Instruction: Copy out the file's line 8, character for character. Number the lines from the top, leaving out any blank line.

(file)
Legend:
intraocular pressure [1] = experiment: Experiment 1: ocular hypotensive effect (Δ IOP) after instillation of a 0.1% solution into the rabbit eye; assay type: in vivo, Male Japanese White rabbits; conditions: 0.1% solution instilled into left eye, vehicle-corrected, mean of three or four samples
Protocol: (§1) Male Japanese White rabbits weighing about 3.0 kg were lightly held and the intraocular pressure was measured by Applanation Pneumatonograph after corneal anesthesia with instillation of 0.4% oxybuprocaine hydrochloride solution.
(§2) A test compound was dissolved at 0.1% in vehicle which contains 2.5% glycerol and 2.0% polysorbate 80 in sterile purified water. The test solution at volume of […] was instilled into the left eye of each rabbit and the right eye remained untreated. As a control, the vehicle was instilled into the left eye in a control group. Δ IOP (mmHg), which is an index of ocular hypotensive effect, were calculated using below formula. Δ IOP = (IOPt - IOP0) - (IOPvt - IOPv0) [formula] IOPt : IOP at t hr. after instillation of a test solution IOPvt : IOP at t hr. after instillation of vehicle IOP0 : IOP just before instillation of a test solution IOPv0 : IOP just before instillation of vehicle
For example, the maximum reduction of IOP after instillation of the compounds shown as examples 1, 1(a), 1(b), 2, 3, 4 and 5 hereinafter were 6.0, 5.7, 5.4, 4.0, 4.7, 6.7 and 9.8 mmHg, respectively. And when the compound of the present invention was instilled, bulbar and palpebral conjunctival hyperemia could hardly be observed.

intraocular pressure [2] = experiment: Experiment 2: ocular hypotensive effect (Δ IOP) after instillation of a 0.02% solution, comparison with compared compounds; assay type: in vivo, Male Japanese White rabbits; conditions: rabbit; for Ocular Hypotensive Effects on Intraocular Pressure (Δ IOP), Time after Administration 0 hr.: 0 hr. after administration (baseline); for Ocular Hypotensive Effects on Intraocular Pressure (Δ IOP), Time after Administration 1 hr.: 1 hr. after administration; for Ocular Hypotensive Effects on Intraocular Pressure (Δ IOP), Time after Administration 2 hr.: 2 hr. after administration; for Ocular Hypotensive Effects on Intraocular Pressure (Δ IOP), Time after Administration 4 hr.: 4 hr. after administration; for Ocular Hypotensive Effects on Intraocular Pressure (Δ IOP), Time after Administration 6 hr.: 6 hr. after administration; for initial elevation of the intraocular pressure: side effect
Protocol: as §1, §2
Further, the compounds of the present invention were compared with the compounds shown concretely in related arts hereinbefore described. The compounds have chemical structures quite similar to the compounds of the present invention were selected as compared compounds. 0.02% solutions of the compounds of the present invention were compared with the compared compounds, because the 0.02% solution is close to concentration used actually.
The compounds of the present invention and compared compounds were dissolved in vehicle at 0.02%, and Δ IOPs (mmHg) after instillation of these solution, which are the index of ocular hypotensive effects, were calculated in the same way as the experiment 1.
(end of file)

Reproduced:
Further, the compounds of the present invention were compared with the compounds shown concretely in related arts hereinbefore described. The compounds have chemical structures quite similar to the compounds of the present invention were selected as compared compounds. 0.02% solutions of the compounds of the present invention were compared with the compared compounds, because the 0.02% solution is close to concentration used actually.